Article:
Suzuki have released the third video in their four-part series (part #1 & part #2 here), documenting the development of the Suzuki XRH-1 that they are preparing for their re-entry into the MotoGP class in 2015. This episode covers the tests at Barcelona and Aragon in June last year, including the public unveiling of the bike, and the impressive lap times set at Barcelona.
The Aragon round of MotoGP left an awful lot to talk about in all three classes: Alex Rins’ masterful victory in Moto3, forcing Maverick Viñales into an error; Nico Terol’s emotional win in Moto2, dominating all weekend after illness; Scott Redding and Pol Espargaro’s epic battle for the Moto2 championship, which Espargaro came out on top of, though only just.
Jorge Lorenzo’s astonishing speed at what should have been a Honda track; Marc Marquez’s astounding victory, moving him closer to the 2013 MotoGP title in his rookie year; Valentino Rossi’s wily race, holding off first Stefan Bradl and then Alvaro Bautista to get on the podium; and much, much more. But I won’t be talking about any of that tonight.
I won’t be talking about it, because what started out as a minor mistake turned into a massive incident, with a spectacular crash as a result, leading to an ongoing investigation by race direction and a lot of talk about dangerous riding. Do the facts justify the debate? In my opinion, no, but the issue needs addressing, and so address it we will.
One question has been raised ahead of nearly every race this season: Is this a Honda track, or is this a Yamaha track? Winners have been predicted based on the perceived characteristics of each circuit. Fast and flowing? Yamaha track. Stop and go? Honda track.
The track record – if you’ll excuse the pun – of such predictions has been little better than flipping a coin, however. Brno was supposed to favor Yamaha, yet Marc Marquez won on a Honda. Misano was clearly a Honda track, yet Jorge Lorenzo dominated on the Yamaha M1. More than Honda vs. Yamaha, the 2013 MotoGP season has been a tale of rider vs. rider, of Jorge Lorenzo vs. Marc Marquez vs. Dani Pedrosa.
So when the paddock rolls up at Aragon, track analysis says this is a Honda track, something underlined by the fact that the last two editions were won by Hondas. With Marc Marquez growing increasingly confident and Dani Pedrosa looking for a return to the winning ways he showed last year, it seems foolish to bet against a Honda rider standing on the top step on Sunday. Yet there are reasons to suspect Pedrosa and Marquez will not have it all their own way this weekend.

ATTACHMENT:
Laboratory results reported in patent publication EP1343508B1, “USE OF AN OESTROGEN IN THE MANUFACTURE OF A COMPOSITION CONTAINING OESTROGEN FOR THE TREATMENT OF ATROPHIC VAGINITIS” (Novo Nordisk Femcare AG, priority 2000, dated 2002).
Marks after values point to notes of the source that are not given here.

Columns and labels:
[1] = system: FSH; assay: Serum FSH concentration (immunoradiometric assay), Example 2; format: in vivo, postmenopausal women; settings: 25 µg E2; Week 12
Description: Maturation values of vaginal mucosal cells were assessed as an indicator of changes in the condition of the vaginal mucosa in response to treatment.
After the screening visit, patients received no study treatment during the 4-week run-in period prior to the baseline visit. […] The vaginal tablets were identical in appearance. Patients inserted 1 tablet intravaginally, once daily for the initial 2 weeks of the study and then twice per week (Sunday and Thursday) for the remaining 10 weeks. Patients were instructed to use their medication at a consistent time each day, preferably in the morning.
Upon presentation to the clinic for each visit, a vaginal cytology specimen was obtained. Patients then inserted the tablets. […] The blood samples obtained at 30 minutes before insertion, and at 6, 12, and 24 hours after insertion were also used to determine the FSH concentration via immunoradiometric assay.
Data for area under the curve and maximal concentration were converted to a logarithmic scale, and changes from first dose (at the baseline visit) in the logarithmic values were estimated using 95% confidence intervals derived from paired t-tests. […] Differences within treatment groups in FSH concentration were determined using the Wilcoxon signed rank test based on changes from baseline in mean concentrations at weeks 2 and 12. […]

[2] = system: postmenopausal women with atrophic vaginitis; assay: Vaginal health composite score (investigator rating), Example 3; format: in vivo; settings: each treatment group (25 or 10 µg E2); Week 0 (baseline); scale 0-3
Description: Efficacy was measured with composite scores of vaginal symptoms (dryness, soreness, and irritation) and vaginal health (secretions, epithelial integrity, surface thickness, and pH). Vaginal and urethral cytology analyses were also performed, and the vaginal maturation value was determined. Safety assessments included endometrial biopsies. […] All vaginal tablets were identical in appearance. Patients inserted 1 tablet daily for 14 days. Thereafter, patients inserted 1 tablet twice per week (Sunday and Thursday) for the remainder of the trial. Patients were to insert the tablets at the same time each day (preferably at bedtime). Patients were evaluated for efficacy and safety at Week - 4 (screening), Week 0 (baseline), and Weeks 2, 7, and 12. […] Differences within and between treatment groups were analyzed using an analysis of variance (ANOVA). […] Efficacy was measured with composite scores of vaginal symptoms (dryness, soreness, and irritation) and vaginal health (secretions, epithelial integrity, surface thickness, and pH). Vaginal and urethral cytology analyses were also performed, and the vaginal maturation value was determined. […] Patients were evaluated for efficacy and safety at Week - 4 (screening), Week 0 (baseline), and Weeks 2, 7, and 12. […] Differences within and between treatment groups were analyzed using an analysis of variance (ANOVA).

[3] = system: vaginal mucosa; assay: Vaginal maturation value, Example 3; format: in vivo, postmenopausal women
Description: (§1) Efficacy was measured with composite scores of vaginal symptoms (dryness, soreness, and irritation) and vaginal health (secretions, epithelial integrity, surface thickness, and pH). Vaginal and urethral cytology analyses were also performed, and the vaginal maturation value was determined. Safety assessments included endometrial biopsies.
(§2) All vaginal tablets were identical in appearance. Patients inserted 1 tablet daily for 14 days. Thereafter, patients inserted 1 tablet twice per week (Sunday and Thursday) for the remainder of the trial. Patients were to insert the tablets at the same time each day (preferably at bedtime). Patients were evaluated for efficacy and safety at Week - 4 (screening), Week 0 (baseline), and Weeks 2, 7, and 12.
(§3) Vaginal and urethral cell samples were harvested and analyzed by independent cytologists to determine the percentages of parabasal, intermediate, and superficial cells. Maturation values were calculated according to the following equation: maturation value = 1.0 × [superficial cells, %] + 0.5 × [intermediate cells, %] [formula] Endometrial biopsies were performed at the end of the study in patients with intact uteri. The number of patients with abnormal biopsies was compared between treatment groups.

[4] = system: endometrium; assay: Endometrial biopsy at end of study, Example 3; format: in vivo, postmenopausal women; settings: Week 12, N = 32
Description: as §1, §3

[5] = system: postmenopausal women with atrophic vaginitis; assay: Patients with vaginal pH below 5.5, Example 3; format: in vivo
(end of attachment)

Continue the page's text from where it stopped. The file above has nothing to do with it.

Honda’s decision to skip the MotoGP test at Barcelona has so far not paid off. The first day of its three-day test at the Motorland Aragon circuit was an absolute washout, with torrential rain forcing the Honda riders to spend almost all day in the garages.
Only Stefan Bradl and Alvaro Bautista put in a few laps, Bradl shaking down the 2014 version of the RC213V, which Honda has brought to the test, and Bautista checking a few things from Barcelona. Dani Pedrosa and Marc Marquez did not venture out on track.
Instead, Honda took the time to introduce the 2014 version of the RC213V it is planning to test in Aragon. The bike is completely new, including a new engine and chassis, the engine ready to managed the reduced fuel allowance (cut from 21 to 20 liters) to be introduced at the request of the MSMA from next year.
I have heard only good things about Motorland Aragon, and the Spanish track is on the short-list of circuits I would like to visit in the coming year. Until I can make that trip though, this video, courtesy of FIXI Crescent Suzuki, might be the closest I can get to riding the venue.
Riding on-board with Leon Camier, this two-minute clip is for the purists. There is no K-pop audio track, no dubsteb distraction, and certainly no symphonic overtures. Just a Brit banging his wrist on a Yoshimura-powered Suzuki GSX-R1000 WSBK race bike. The concerto is after the jump.
With Race 1 of World Superbike racing at Aragon proving to be a close-fought battle for the top podium spot, the anticipation for Race 2 at the Spanish track was high. Equally rising were the temperatures and wind speeds, which created a new challenge for WSBK teams to deal with in the second race. And though the usual suspects were up at the front of the pack, some newcomers joined them as well, treating World Superbike fans to some very close racing. Race results after the jump.
With the weather being fair, though cooler and windier at Aragon than some would prefer, World Superbike racing was underway in Spain as Tom Sykes sat on pole…yet again. Fast on Saturday’s, the Englishman has been unable to convert his Superpole dominance into real race results, though the Kawasaki Racing racer was the only rider during qualifying to break into the 1’36 timezone.
Showing more promise with their race pace were the factory Aprilias of Max Biaggi and Eugene Laverty, who will start second and third on the grid, respectively. Rounding out the front row was Leon Haslam, who bested his teammate Marco Melandri.
If you’ve already watched the Aragon GP, you may already have noticed the fact that the Repsol Honda team was using special livery for MotoGP’s penultimate European round. Decked out in special starred race livery created by Spanish designer Davidelfin, Repsol’s riders sure were the stars of the weekend, helping the Spanish company celebrate its 100th Grand Prix victory.
Achieving their first premier-class win at the 1995 Australian GP with Mick Doohan, Honda and Repsol’s partnership in GP racing has been a fruitful one to say the least. Looking for at least one Championship win during the 800cc era of MotoGP, Repsol Honda seems well on its path after this weekend at Motorland Aragon. Check out Davidelfin’s special Repsol Honda livery after the jump.